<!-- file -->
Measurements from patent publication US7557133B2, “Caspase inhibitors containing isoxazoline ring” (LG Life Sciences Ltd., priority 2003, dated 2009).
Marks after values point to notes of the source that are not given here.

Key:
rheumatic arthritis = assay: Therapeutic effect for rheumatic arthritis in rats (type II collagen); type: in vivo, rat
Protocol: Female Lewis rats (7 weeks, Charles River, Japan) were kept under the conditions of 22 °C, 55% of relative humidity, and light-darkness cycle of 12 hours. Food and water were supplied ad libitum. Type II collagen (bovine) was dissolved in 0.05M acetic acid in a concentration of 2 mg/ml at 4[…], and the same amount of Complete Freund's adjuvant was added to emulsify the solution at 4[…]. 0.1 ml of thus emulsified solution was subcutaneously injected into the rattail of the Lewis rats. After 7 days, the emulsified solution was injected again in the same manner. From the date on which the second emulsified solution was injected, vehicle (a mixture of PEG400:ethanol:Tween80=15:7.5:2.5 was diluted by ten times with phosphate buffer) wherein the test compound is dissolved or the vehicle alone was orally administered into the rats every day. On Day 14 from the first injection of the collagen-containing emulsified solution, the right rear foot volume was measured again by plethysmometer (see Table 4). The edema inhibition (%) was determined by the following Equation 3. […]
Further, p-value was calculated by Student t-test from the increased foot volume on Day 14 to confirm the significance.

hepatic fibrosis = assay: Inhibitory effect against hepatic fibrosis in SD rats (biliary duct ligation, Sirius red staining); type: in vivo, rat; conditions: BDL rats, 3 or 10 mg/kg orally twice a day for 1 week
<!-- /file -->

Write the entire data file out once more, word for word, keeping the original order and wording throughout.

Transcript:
Measurements from patent publication US7557133B2, “Caspase inhibitors containing isoxazoline ring” (LG Life Sciences Ltd., priority 2003, dated 2009).
Marks after values point to notes of the source that are not given here.

Key:
rheumatic arthritis = assay: Therapeutic effect for rheumatic arthritis in rats (type II collagen); type: in vivo, rat
Protocol: Female Lewis rats (7 weeks, Charles River, Japan) were kept under the conditions of 22 °C, 55% of relative humidity, and light-darkness cycle of 12 hours. Food and water were supplied ad libitum. Type II collagen (bovine) was dissolved in 0.05M acetic acid in a concentration of 2 mg/ml at 4[…], and the same amount of Complete Freund's adjuvant was added to emulsify the solution at 4[…]. 0.1 ml of thus emulsified solution was subcutaneously injected into the rattail of the Lewis rats. After 7 days, the emulsified solution was injected again in the same manner. From the date on which the second emulsified solution was injected, vehicle (a mixture of PEG400:ethanol:Tween80=15:7.5:2.5 was diluted by ten times with phosphate buffer) wherein the test compound is dissolved or the vehicle alone was orally administered into the rats every day. On Day 14 from the first injection of the collagen-containing emulsified solution, the right rear foot volume was measured again by plethysmometer (see Table 4). The edema inhibition (%) was determined by the following Equation 3. […]
Further, p-value was calculated by Student t-test from the increased foot volume on Day 14 to confirm the significance.

hepatic fibrosis = assay: Inhibitory effect against hepatic fibrosis in SD rats (biliary duct ligation, Sirius red staining); type: in vivo, rat; conditions: BDL rats, 3 or 10 mg/kg orally twice a day for 1 week